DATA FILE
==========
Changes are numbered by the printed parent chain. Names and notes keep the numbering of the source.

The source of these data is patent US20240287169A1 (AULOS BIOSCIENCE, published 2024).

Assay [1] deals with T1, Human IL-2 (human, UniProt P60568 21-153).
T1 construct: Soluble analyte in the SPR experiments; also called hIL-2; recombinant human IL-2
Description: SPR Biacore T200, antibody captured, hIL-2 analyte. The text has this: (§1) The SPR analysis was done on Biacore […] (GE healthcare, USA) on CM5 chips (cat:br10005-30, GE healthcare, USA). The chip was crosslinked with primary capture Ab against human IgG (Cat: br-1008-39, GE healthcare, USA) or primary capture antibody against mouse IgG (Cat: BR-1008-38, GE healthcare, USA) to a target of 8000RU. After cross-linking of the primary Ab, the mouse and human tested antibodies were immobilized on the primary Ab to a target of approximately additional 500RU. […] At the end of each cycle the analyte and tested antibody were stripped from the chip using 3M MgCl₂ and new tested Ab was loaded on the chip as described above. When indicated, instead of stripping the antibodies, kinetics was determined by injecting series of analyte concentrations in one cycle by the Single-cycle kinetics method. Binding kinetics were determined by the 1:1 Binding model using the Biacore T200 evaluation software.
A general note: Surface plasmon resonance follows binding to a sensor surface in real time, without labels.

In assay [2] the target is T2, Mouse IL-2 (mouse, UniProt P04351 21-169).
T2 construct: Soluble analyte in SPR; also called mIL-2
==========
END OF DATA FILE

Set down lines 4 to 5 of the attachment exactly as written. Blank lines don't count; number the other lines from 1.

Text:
T1 construct: Soluble analyte in the SPR experiments; also called hIL-2; recombinant human IL-2
Description: SPR Biacore T200, antibody captured, hIL-2 analyte. The text has this: (§1) The SPR analysis was done on Biacore […] (GE healthcare, USA) on CM5 chips (cat:br10005-30, GE healthcare, USA). The chip was crosslinked with primary capture Ab against human IgG (Cat: br-1008-39, GE healthcare, USA) or primary capture antibody against mouse IgG (Cat: BR-1008-38, GE healthcare, USA) to a target of 8000RU. After cross-linking of the primary Ab, the mouse and human tested antibodies were immobilized on the primary Ab to a target of approximately additional 500RU. […] At the end of each cycle the analyte and tested antibody were stripped from the chip using 3M MgCl₂ and new tested Ab was loaded on the chip as described above. When indicated, instead of stripping the antibodies, kinetics was determined by injecting series of analyte concentrations in one cycle by the Single-cycle kinetics method. Binding kinetics were determined by the 1:1 Binding model using the Biacore T200 evaluation software.